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By Kevin Wheeler
I was intrigued when I saw last week’s announcement by Slater & Gordon that they were launching a £1m advertising campaign across a range of media including TV, print and digital advertising, in what the firm hopes will be a "major step towards us becoming a household name" in the UK. My first thought was that this seems a relatively small amount of ad spend for what is a huge aspiration.
The challenge of creating a consumer legal brand
Let’s face it, in the UK we do not have a strong national consumer legal brand; in fact, does any country on the planet? The market has historically been highly fragmented, and based around a few small practices on each town’s high street, for a “distress purchase” which most of us will only turn to a few times in our lives, usually when we are buying/selling a house or dealing with a death in the family. When we have need of such a legal service we tend to ask family and friends for a recommendation or go with the familiar firm that we regularly walk past when doing our Saturday shopping. Using a “national brand” would be a new departure for most of us.
But trying to create such a strong national brand is the gamble that many of the new, post-Legal Services Act entrants to the UK legal market appear prepared to take. Will they succeed? I think not, and here’s why.
Using advertising to create a strong consumer brand
Let’s assume that advertising is the most effective way to build a consumer services brand in the UK today. This is a big assumption and one which could be the subject of its own blog. The premise with mass market advertising is that the constant broadcasting of your company’s message to a large number of people encourages sufficient of them to purchase your service, such that the revenue you generate more than compensates for the ad spend and other costs of producing that service, leaving you with a healthy profit.
If your service is one that consumers use regularly, say, banking, the large revenues that flow from this business mean that you can invest relatively large amounts in brand building and maintenance through advertising. Companies usually spend a proportion of their revenue on advertising – so, the more your turnover, the greater your ad spend. This is why the big five UK banks all spend more than £25m a year each on advertising (see table).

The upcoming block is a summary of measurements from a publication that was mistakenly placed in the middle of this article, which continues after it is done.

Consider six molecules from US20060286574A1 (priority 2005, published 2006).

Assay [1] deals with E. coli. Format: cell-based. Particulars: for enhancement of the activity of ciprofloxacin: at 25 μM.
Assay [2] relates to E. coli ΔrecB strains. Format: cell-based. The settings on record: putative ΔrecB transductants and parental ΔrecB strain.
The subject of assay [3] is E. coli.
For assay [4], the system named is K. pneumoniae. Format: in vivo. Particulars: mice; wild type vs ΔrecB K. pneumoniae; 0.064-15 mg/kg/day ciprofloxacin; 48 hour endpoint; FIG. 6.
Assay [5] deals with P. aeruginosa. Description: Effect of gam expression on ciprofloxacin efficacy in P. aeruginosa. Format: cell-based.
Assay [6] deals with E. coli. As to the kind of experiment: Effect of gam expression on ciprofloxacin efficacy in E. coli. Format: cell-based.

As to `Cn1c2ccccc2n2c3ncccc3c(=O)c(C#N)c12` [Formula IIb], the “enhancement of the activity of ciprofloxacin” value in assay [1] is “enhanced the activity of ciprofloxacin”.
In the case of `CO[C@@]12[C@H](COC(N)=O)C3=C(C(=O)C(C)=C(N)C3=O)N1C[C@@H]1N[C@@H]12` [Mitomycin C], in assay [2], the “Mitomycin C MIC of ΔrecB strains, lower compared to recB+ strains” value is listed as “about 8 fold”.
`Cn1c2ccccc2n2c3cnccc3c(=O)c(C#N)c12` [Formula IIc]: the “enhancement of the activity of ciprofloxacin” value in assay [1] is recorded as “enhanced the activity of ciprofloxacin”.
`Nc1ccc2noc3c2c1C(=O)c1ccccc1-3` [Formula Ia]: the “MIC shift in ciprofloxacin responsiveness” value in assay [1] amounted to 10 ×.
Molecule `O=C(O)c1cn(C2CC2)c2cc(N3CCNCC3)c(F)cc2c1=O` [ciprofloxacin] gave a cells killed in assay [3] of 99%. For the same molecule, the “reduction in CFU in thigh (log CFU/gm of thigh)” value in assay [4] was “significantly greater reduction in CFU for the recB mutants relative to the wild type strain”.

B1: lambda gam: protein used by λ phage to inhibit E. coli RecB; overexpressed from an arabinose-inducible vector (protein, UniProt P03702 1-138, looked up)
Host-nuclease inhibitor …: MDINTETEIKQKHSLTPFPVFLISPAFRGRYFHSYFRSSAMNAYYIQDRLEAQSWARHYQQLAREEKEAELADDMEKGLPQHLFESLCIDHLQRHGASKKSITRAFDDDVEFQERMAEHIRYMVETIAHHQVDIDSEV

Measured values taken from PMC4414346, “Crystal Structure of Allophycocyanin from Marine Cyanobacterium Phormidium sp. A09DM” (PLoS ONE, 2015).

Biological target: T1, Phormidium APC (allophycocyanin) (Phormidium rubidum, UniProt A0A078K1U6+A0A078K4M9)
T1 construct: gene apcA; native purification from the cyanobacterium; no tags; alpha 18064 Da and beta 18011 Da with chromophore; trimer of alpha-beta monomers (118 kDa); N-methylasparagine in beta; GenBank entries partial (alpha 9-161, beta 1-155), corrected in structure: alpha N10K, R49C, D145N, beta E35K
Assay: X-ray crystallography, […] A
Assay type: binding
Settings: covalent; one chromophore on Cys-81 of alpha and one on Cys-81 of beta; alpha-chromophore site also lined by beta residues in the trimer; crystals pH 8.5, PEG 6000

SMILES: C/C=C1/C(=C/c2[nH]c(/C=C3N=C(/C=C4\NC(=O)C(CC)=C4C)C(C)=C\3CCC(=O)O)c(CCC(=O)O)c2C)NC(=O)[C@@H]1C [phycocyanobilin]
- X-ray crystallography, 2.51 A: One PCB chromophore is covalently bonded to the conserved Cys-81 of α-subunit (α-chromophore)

Current annual UK advertising spend
Source: Financial Mail on Sunday, 31 August 2013
But this spend is just to maintain the banks’ position in the market. If you are a new entrant to a market or, arguably in the case of the likes of Slater & Gordon, you are looking to create an entirely new market, you need to spend even more just to build awareness of your brand up from a base of zero.
The Wonga comparison
A good comparison in the UK market might be a brand like Wonga, the payday loan company. This company was nowhere up until a few years ago but driven by the recession, which has forced many into taking our short-term loans, demand for Wonga’s services has increased dramatically with the company’s profits now exceeding £100m.
The company operates in a highly fragmented sector, much like the legal market, but through clever advertising (and a lot of negative PR it has to be said) its brand is one that is now recognised widely among the population. It has become a strong consumer services brand.
To achieve this it has spent huge amounts on TV advertising. Figures compiled for The Mail on Sunday by leading market research firm Nielsen revealed that the amount spent on advertising by Britain’s top five payday lending brands rose 26 per cent to £36.3m in the 12 months to June compared with the period to June 2012. Nielsen will not release individual figures for each advertiser citing commercial sensitivity, but aside from Wonga the others in its list of top five payday brands are thought to be Payday UK, Payday Express, QuickQuid and Pounds to Pocket. Wonga is thought to account for the lion’s share of the advertising spend.
So, the message is clear, if you want to create a new, strong consumer brand, you need to spend big when it comes to advertising, especially at the launch.
Legal advertising spend is too low to make a material difference
So far, none of the new entrants to the UK legal services market appear willing to make this necessary large investment in advertising to make a breakthrough.
The first out of the blocks in March 2012 was Quality Solicitors which launched with a £15m TV campaign spread over 12 months. There have followed campaigns from Irwin Mitchell, Claims Direct (a Slater & Gordon sub-brand), Co-operative Legal Services and others, mainly focusing on personal injury claims and directed at the day-time TV viewer.
Compared with the banks and Wonga, the ad spends have been small, which explains why none of these brands has really made a breakthrough to become a strong national consumer brand. In fact, my local Quality Solicitors “franchise” operates from a first floor office at the grottier end of our high street, a position that hardly screams out “quality” to me.
If Slater & Gordon is serious about creating a strong, national legal consumer brand, offering among other things personal injury, employment and family law services, I suspect that they will have to spend a lot more than £1m and probably into the tens of millions on advertising to have the desired impact.
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